NAMESPACE        NAME                              READY   STATUS      RESTARTS   AGE
kube-system      helm-install-traefik-ksqsj        0/1     Completed   0          10m
kube-system      traefik-9cfbf55b6-5cds5           1/1     Running     0          9m28s
$ sudo k3s kubectl get jobs -A
NAMESPACE      NAME                        COMPLETIONS   DURATION   AGE
kube-system    helm-install-traefik        1/1           50s        12m

We found that helm is not installed, but we can see a job running the helm client so that we can have its power without the need to have tiller running (the helm server) that uses resources that we can save, but how does it work?

Klipper Helm

The first detail we can see is the use of a job (a task that is usually executed only once as a container) based on the image “rancher/klipper-helm” ( running a helm environment by simply downloading it and running a single script:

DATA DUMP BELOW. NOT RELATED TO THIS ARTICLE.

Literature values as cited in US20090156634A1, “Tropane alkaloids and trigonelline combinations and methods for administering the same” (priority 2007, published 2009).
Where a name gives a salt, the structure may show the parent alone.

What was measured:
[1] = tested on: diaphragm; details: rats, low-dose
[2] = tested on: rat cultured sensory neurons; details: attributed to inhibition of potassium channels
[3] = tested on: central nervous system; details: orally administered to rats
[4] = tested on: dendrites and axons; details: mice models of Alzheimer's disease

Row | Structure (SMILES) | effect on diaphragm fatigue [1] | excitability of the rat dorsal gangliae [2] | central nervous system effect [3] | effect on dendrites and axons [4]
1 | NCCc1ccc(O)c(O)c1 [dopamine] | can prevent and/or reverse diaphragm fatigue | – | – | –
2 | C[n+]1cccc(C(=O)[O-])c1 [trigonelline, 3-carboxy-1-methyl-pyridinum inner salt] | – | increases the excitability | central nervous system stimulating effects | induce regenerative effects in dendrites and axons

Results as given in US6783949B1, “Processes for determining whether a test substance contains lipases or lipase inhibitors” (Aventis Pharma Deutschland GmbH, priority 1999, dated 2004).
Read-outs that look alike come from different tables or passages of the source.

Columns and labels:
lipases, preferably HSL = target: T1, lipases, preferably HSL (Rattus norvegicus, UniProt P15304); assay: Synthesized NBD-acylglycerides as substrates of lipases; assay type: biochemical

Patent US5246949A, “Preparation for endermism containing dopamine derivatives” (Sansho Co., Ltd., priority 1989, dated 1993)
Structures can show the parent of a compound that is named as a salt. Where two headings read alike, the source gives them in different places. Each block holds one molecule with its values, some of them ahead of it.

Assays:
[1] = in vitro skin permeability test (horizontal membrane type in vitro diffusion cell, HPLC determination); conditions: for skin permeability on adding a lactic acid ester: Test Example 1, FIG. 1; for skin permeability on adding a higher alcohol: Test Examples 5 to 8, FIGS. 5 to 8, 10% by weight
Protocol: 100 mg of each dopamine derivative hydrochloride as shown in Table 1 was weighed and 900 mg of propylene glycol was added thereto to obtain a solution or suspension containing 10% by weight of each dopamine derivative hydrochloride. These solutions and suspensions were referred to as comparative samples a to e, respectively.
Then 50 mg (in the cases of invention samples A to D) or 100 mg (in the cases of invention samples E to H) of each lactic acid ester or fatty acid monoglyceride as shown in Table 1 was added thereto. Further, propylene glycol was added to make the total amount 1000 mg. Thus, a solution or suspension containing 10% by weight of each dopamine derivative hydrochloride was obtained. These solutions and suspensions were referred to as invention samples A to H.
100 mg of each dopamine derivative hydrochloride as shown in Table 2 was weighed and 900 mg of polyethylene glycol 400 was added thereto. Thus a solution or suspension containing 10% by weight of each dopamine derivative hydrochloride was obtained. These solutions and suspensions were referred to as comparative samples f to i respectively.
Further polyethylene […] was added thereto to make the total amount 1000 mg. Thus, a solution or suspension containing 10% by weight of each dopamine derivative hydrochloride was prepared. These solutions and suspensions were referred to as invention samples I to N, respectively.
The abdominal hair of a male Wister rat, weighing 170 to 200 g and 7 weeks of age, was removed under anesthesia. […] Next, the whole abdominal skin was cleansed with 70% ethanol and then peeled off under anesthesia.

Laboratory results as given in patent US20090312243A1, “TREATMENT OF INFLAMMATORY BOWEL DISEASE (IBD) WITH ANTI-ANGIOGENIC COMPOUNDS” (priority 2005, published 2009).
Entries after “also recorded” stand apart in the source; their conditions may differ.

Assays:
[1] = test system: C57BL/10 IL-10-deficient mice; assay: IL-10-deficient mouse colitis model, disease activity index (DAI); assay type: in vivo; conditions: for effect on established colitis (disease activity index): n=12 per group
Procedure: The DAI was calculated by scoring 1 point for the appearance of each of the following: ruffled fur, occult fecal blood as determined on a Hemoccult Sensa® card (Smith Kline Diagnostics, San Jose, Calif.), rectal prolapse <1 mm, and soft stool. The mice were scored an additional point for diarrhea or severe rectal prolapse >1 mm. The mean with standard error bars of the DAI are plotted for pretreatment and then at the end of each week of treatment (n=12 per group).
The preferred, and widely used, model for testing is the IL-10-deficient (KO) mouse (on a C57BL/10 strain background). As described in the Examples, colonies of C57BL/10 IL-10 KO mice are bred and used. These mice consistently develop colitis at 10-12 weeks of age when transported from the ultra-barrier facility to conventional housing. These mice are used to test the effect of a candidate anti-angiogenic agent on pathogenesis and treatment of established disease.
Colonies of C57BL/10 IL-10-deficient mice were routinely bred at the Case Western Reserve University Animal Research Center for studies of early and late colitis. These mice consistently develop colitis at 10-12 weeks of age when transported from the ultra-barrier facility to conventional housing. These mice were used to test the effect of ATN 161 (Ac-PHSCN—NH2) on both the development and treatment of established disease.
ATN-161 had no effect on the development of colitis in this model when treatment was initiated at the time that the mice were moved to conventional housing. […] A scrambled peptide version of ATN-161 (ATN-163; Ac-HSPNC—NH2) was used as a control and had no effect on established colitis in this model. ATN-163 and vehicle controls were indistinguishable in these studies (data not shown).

As a requirement you are going to require a system account with administrator permissions in the kube-system namespace, for “traefik” it is:

$ sudo k3s kubectl get clusterrolebinding helm-kube-system-traefik -o yaml
  kind: ClusterRole
  name: cluster-admin
- kind: ServiceAccount
  name: helm-traefik
  namespace: kube-system

What we must take into account is the need to create the service account and at the end of the installation task with helm remove it since it will not be necessary until another removal or update helm operation.
As an example we will create a task to install a weave-scope service using the helm chart (

Service Creation

We create a workspace to isolate the new service (namespace in kubernetes, project in Openshift) that we will call helm-weave-scope:

$ sudo k3s kubectl create namespace helm-weave-scope
namespace/helm-weave-scope created

We create a new system account and assign the administrator permissions:

$ sudo k3s kubectl create serviceaccount helm-installer-weave-scope -n helm-weave-scope
serviceaccount/helm-installer-weave-scope created
$ sudo k3s kubectl create clusterrolebinding helm-installer-weave-scope --clusterrole=cluster-admin --serviceaccount=helm-weave-scope:helm-installer-weave-scope
Read the rest “How to launch a Helm Chart without install Tiller”